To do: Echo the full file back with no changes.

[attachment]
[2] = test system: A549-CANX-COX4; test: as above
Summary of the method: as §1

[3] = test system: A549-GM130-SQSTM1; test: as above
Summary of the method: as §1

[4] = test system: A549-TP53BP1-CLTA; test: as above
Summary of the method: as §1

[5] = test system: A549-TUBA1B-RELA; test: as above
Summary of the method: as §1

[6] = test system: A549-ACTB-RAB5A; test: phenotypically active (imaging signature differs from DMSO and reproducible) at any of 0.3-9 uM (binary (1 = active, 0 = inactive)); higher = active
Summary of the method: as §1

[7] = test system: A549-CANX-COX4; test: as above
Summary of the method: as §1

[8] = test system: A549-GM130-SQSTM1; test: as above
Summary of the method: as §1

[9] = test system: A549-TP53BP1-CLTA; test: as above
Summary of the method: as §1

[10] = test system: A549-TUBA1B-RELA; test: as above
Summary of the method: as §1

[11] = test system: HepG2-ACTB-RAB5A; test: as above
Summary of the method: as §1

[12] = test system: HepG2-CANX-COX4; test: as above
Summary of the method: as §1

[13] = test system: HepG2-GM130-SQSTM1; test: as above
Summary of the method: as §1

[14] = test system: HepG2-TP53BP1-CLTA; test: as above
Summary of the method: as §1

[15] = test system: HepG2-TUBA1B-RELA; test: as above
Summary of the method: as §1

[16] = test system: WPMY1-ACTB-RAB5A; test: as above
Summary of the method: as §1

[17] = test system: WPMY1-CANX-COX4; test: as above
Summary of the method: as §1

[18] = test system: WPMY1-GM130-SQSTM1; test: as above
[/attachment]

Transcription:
[2] = test system: A549-CANX-COX4; test: as above
Summary of the method: as §1

[3] = test system: A549-GM130-SQSTM1; test: as above
Summary of the method: as §1

[4] = test system: A549-TP53BP1-CLTA; test: as above
Summary of the method: as §1

[5] = test system: A549-TUBA1B-RELA; test: as above
Summary of the method: as §1

[6] = test system: A549-ACTB-RAB5A; test: phenotypically active (imaging signature differs from DMSO and reproducible) at any of 0.3-9 uM (binary (1 = active, 0 = inactive)); higher = active
Summary of the method: as §1

[7] = test system: A549-CANX-COX4; test: as above
Summary of the method: as §1

[8] = test system: A549-GM130-SQSTM1; test: as above
Summary of the method: as §1

[9] = test system: A549-TP53BP1-CLTA; test: as above
Summary of the method: as §1

[10] = test system: A549-TUBA1B-RELA; test: as above
Summary of the method: as §1

[11] = test system: HepG2-ACTB-RAB5A; test: as above
Summary of the method: as §1

[12] = test system: HepG2-CANX-COX4; test: as above
Summary of the method: as §1

[13] = test system: HepG2-GM130-SQSTM1; test: as above
Summary of the method: as §1

[14] = test system: HepG2-TP53BP1-CLTA; test: as above
Summary of the method: as §1

[15] = test system: HepG2-TUBA1B-RELA; test: as above
Summary of the method: as §1

[16] = test system: WPMY1-ACTB-RAB5A; test: as above
Summary of the method: as §1

[17] = test system: WPMY1-CANX-COX4; test: as above
Summary of the method: as §1

[18] = test system: WPMY1-GM130-SQSTM1; test: as above